Further, there are increasing reliability concerns around global supply chains placing stable raw material supply at risk, along with increased reluctance downstream in the value chain to accept the passing down of price increases.

South African manufacturers also have to contend with additional challenges. This includes a shortage of specific, highly experienced technical skills, as well as the security of utilities and services such as the reliable supply of water and electricity.

He adds that, to combat or mitigate these challenges, supply chain operations need to be increasingly resilient and agile while adopting a continuous improvement approach to every metric governing performance.

Mentor elaborates that it is important to quantify how well businesses are prepared to ensure exceptional customer service. This should also be evaluated against leading industry benchmarks for orders that are delivered on time, in full, and meet the highest quality standards at a competitive price.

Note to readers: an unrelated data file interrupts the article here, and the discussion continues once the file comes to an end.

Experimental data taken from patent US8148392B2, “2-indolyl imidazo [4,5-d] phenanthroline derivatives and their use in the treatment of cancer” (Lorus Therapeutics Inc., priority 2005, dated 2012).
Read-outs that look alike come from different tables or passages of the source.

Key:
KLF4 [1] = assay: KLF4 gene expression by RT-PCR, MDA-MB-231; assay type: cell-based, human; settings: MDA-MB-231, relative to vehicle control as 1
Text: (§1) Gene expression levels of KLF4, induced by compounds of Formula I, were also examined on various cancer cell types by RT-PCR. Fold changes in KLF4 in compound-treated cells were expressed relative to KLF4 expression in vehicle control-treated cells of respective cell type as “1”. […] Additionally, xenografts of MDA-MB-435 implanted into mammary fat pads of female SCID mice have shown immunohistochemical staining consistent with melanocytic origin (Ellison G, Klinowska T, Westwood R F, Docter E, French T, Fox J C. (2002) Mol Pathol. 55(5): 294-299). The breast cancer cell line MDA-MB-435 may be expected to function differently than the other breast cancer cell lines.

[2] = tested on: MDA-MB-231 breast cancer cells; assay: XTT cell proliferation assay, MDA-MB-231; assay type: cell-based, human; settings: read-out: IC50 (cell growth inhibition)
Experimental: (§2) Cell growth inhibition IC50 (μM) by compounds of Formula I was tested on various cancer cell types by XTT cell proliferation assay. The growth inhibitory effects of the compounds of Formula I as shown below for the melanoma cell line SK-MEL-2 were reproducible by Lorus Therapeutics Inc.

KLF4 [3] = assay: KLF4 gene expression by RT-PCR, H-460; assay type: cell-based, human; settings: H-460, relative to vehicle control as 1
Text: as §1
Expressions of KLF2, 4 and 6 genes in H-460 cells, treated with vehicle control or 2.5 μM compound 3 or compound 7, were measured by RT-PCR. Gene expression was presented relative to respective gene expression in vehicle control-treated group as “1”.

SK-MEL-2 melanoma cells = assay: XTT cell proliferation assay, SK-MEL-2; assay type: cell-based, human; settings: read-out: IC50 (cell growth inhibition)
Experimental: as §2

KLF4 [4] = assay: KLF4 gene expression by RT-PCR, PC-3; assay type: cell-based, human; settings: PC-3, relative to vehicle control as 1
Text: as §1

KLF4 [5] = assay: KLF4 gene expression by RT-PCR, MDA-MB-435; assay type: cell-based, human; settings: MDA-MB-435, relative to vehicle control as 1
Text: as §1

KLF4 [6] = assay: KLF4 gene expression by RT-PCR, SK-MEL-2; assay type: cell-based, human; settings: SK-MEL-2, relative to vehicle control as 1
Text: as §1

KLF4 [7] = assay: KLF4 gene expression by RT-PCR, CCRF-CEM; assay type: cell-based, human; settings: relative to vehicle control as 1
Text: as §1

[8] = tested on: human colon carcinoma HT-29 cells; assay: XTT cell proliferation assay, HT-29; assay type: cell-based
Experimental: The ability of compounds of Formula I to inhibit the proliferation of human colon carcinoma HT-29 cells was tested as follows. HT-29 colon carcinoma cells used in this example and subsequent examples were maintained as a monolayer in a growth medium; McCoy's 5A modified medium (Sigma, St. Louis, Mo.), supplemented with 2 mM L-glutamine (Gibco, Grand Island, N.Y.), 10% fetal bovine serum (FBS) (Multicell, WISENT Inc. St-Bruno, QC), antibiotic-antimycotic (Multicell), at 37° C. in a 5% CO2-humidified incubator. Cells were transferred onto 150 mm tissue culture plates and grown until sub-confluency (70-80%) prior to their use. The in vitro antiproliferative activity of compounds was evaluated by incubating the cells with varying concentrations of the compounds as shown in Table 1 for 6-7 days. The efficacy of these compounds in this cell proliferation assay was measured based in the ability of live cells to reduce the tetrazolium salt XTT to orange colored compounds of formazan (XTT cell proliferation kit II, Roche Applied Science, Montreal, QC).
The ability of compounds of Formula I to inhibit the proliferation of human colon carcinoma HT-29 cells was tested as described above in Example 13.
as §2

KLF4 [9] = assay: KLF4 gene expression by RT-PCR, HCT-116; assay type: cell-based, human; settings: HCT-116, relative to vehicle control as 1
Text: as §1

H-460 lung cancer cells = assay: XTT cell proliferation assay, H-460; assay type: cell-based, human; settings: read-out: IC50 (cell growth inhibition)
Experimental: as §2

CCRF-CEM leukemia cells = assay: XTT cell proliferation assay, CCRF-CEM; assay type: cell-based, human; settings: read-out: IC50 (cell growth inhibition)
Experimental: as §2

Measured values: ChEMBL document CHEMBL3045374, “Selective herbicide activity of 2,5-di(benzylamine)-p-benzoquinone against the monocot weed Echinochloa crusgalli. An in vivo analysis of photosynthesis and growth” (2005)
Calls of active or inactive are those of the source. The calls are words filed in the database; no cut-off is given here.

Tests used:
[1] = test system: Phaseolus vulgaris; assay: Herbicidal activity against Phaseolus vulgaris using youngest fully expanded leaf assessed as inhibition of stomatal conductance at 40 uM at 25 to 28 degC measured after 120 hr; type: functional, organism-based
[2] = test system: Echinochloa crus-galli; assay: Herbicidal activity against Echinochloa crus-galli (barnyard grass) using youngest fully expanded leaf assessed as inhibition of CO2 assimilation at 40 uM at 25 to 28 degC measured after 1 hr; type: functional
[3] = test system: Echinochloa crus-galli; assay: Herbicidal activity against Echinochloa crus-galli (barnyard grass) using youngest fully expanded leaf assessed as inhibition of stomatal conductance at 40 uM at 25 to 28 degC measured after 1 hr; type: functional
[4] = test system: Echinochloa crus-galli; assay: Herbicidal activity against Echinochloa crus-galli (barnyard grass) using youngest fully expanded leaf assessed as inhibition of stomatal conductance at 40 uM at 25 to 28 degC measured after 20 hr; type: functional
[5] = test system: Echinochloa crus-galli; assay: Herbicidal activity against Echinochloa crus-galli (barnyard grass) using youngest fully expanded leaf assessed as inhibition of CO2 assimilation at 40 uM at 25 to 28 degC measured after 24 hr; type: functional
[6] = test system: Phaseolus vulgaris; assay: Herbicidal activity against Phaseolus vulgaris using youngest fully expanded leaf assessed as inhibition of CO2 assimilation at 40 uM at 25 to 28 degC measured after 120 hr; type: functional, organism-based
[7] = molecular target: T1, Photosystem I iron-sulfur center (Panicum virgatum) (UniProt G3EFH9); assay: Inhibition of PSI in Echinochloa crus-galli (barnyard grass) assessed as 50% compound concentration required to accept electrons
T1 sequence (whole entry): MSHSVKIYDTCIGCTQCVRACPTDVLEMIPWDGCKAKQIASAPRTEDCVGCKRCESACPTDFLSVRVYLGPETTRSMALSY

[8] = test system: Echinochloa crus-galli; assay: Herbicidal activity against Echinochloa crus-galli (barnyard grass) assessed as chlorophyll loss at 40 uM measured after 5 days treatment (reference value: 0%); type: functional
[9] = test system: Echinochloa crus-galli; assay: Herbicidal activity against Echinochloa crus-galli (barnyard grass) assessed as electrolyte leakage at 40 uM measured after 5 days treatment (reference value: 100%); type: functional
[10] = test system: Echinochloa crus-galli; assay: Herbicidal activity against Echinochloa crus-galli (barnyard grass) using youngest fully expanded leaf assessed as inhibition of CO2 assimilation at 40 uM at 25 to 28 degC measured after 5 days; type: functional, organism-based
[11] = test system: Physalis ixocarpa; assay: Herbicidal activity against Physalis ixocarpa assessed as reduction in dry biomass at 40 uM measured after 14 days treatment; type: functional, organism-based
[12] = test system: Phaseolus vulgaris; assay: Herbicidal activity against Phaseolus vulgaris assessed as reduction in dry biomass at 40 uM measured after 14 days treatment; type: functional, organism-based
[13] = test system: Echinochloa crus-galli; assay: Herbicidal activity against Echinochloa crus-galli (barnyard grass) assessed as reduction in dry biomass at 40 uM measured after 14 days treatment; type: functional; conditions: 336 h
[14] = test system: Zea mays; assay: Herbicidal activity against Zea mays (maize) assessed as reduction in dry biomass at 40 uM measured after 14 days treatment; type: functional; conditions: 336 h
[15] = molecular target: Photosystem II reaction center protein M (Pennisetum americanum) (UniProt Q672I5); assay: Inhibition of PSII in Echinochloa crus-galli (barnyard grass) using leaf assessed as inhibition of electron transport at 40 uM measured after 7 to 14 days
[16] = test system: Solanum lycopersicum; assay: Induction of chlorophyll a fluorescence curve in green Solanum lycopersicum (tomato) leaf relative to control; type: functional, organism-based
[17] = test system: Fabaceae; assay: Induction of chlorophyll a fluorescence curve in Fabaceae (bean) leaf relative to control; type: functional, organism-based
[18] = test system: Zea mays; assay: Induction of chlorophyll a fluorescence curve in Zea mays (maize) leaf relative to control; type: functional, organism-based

It is essential that the business provides exceptional service embedded within a foundation of safety and quality standards, which is achieved when harnessing the full potential of the team on site.

“Only businesses that are renowned for a high performance culture will produce industry-leading results in a sustainable manner,” he concludes.

Edited by Zandile Mavuso
Creamer Media Senior Deputy Editor: Features